A Birmingham man has been jailed for four years for his part in a a multi-million pound "car-ringing" gang, who stole dozens of luxury vehicles including socialite Tara Palmer-Tomkinson's BMW.
During their "highly sophisticated" crime spree, the five-man gang toured the capital with a shopping list of top-of-the-range models.
Once "targets" had been identified, keys were later stolen during burglaries, or false documents and names used to obtain copies from overseas dealers.
The cars, worth up to £350,000 each, were then driven away, given new identities by a "master forger", and exported in a scam reminiscent of Nicolas Cage's hit film Gone in 60 Seconds. Most ended up in Maastricht and Antwerp in Holland, before being delivered to the United Arab Emirates, although a few went to Singapore and South Africa.
London's Southwark Crown Court heard Ms Palmer-Tomkinson's £50,000 BMW 645 convertible was spotted outside her London home. But before it was taken its details were recorded on a mobile phone, and a forged car logbook and bogus passport used to get a "replacement" key from a Stuttgart outlet.
The high-powered vehicle was later found at Birmingham City airport.
Some of the socialite's personal possessions - including correspondence and a jeweller's receipt - were subsequently discovered on the coffee table of gang leader Imran Ganchi, 29.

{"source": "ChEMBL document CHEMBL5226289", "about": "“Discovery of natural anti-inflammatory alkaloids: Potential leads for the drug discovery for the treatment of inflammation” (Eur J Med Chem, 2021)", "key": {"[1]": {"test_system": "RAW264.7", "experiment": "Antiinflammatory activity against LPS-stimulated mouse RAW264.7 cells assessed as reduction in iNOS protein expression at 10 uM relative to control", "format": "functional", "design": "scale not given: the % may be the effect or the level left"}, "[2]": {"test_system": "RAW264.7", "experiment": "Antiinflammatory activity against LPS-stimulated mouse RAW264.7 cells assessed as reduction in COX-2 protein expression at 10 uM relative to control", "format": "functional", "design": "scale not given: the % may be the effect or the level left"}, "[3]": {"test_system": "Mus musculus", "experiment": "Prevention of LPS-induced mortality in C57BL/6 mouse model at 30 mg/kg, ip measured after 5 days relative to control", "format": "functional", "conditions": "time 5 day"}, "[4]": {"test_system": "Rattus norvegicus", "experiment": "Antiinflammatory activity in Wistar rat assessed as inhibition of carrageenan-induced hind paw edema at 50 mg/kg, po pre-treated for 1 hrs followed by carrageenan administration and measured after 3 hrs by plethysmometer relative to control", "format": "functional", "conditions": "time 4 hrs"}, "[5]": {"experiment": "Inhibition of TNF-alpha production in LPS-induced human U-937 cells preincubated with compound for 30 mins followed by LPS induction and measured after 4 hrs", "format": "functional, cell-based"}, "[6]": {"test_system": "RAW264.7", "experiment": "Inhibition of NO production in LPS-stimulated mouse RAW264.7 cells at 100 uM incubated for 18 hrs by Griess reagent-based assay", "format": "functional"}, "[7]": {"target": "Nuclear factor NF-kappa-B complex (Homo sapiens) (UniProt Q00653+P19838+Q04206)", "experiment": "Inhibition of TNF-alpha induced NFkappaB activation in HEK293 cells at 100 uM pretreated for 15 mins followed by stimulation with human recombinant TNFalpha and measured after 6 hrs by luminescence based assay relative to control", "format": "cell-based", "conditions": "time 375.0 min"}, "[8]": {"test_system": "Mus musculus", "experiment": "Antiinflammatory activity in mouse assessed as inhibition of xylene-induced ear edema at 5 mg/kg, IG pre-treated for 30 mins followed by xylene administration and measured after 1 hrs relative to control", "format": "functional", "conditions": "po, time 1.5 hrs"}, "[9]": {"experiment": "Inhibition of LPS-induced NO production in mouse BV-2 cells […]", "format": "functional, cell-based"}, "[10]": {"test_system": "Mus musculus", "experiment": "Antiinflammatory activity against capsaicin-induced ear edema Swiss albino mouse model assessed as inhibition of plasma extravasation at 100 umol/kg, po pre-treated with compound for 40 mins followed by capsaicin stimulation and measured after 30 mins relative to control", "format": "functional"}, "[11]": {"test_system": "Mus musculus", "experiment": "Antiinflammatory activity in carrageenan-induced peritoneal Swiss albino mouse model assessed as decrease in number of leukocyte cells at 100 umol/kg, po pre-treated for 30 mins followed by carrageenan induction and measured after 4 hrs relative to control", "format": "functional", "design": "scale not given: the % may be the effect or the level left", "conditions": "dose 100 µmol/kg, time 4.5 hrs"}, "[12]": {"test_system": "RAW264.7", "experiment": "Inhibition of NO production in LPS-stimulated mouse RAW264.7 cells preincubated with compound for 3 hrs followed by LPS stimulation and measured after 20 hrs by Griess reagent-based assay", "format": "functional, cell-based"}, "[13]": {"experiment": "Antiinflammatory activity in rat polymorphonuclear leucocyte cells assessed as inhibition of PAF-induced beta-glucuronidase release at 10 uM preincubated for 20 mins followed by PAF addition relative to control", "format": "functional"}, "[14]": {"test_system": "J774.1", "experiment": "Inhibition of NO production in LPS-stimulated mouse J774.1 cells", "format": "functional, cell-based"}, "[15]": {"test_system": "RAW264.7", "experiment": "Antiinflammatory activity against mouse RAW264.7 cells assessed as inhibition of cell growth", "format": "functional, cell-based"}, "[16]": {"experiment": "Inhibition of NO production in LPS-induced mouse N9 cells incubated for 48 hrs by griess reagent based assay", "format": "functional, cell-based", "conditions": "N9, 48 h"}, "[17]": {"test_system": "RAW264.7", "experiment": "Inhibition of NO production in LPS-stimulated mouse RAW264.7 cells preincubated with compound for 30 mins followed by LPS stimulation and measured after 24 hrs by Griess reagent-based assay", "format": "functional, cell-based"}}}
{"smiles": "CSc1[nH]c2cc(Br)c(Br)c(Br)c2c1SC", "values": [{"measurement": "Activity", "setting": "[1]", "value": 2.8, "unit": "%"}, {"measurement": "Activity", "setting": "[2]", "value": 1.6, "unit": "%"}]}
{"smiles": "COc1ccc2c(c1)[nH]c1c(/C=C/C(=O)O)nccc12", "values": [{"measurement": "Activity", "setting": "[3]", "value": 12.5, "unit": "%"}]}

The court heard the BMW was just one of six recovered of the 34 stolen by the gang during its slick three-and-a-half year crime spree. The others remain with unidentified new owners, most of whom apparently paid "near market value" for them.
They include dozens of Porsches, Mercedes, Range Rovers, Toyota Land Cruisers, as well as a £350,000 SLR McLaren supercar, which police believe was the first of its type stolen in England.
Apart from the socialite, owners targeted included diplomats, the "head of Al Jazeera television" and a number of unnamed "high profilers".
The court heard the thieves, convinced they were untouchable, videoed themselves at the wheel of high-powered heists.
One mobile phone clip showed 21-year-old Yusef Kaduji apparently trying to verify the 208mph McLaren's acclaimed 3.6 second 0-60 time.
Although the "used value" of the stolen cars was over £1.5 million, the final tally would have approached £2.5 million had the gang remained free to honour its bulging order book.
Mastermind Ganchi, a father-of-two with addresses in Mellows Road and Rachel Close, Ilford, Essex was jailed for six years;
Kaduji, of Jephson Road, Forest Gate, east London, got two years; forger Hameed Nawaz, 31, of Ivy Road, Luton, Bedforshire received three years; and Shazad Hussain, 31, of Springford Road, Moseley, Birmingham, was given four years.
A fifth gang member, Shakeel Shoukat, 21, of Central Park Road, Forest Gate, was given a 12 month sentence suspended for two years, with a tagging and curfew requirement.
They variously admitted conspiracies involving car thefts and money laundering between June 1 2003 and January 1 this year.
Hussain also asked for the handling of two stolen Mercedes SL500's and a Toyota Land Cruiser to be considered. Kaduji made a similar request involving an Aston Martin.